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Steps To Building A Strawman Website Page Structure

Steps to Building a Strawman Website Page Structure

steps to building a strawman website page structure

A strawman page structure is as much a tool as it is an approach to identifying and assembling indispensable elements to website pages. It’s similar to the discipline required to convey a clear, concise, and compelling message on a billboard or business card, but only apply the concept to a website page. It is the skeletal structure needed to build on which allows for rapid, agile website development and a successful launch.

Starting On Your Strawman Web Pages

As you create content for your site, only include what will tell the story in an “eyeful” or passing glance. Your goal is to focus on the essentials first and hold off on-page details so that you could go through the entire site, end-to-end, in one sweep. Concentrate on getting everything you have in mind to a medium you could share with others. Expect what you ultimately share to be imperfect and incomplete, but be sure to put down enough to establish a trail of triggers that will help you finish your thought on the next go around. The strawman approach builds pages in layers and multiple iterations of refinements. The objective is to get into the zone and let your thoughts flow freely so that you could create a uniform impression. What you are trying to avoid are multiple voices and disjointed constructs.

Editing Your Strawman Web Pages

While it is important to gather feedback, wait until after your first version because it will require at least one more iteration of edits and refinement to make the initial pass intelligible. When making edits, revisions, or refinements on your initial pass, look for red flags that need fixing as opposed to wordsmithing for perfection. Doing deep editing during your initial pass-throughs will throw off the process because you want to lay the foundation for all pages before spending time on any one of them. This way when you do begin editing, it is from the perspective of how each page fits with the rest in relation to the entire website. The initial steps in the editing process take horizontal sweeps across all pages before taking a vertical dive on a page-by-page basis.

Before asking for feedback, provide your test audience with background about who you are targeting, the reasons why they would land on your site, what they would be trying to achieve, and anything else you think would put your work into context. This point is extremely important if the person you ask for feedback does not match your personal profile. To provide viable feedback, your test audience needs to understand this behavioral path and you should start with the end in mind by asking questions such as:

  1. What’s your point? Why did you include this page in your website and what purpose does it serve? Don’t make visitors dig to find out.
  2. Is the content to your point designed to be bold and stand out?
  3. What overall impression do you want to give? This should be consistent in terms of your brand. What do you want them to feel? (e.g. uncomfortable with their current situation, curious, motivated, etc.)
  4. What are the bare minimum points visitors need to know? (Using visual- sound-bites chunked in eyefuls).
  5. What visual would support or reinforce these points?
  6. What behavior do you want to elicit / what action do you want visitors to take as a next step?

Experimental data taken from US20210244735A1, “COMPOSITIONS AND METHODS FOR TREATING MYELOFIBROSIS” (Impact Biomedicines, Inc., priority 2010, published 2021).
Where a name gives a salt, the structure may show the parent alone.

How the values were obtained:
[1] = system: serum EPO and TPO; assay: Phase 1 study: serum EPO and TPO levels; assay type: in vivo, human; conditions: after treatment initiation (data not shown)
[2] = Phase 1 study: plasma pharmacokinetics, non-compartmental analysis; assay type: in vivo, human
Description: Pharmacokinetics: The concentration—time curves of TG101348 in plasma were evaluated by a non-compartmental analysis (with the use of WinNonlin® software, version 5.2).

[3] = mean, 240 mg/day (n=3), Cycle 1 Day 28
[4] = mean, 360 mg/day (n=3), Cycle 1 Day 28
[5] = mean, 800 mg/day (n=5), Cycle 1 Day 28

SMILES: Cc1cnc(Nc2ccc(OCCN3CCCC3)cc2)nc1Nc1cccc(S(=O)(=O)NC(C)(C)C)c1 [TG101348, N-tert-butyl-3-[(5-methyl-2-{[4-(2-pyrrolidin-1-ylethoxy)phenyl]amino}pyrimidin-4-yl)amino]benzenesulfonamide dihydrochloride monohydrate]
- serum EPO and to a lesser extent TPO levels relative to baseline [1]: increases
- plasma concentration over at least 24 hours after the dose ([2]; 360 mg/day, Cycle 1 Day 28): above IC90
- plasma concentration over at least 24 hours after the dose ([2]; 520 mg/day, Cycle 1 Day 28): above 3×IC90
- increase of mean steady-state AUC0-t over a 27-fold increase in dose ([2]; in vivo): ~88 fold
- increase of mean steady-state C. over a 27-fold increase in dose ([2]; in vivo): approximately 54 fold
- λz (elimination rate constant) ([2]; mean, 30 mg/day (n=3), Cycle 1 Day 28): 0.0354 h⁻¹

1. Call to action button?
    2. Fill out an embedded form?
    3. Click in-text links to interior web pages?

Making The Most Of The Strawman Process

At this phase, your focus should be as much on the WHY behind your message as it is on communicating it in an easily understood design. The visual, headline, sub-headlines, and call-out points (such as bullet points) need to stand out so that all critical elements are seen in one “eyeful.” Every webpage should be treated as a print ad and structured accordingly. The creative copy and visuals should arrest a visitor’s attention just as it would stop a reader from flipping past your print ad in a magazine. Engage your potential customers immediately by making your point so simple and obvious that they don’t have to think about it to get it. Make it “light switch” easy and intuitive. Everything else on the page should support your BIG IDEA and your Call-To-Action next step. Anything extraneous should be removed.

As you go thru the process of creating your strawman web page structure,

  1. Keep your persona and situation in mind.
  2. Talk it through with a small group for a dynamic exchange of ideas and perspectives before writing them down.
  3. Create pages in sweeps from beginning to end, in one uninterrupted state of mind, then iteratively revise in layers.
  4. Avoid self-editing or deleting anything until you are completely done. Simply move content to a “parking lot” page or some other holding area for future reconsideration. Keep the original thought flow apparent on each page.
  5. DO NOT dwell on any one point at the beginning that may freeze your momentum. If you are uncertain or not 100% positive about a fact, put down what you think for the moment with an asterisk to verify after your first draft. Creative copy written in confidence is demonstrably different than copy written with diffidence. The overall goal is to let your mind flow without friction or trepidation.

The objectives of a strawman web page structure are to streamline the web development process and avoid lags while ensuring that each of your website pages is designed around the critical elements needed to tell your story, make a positive impression, and convert visitors.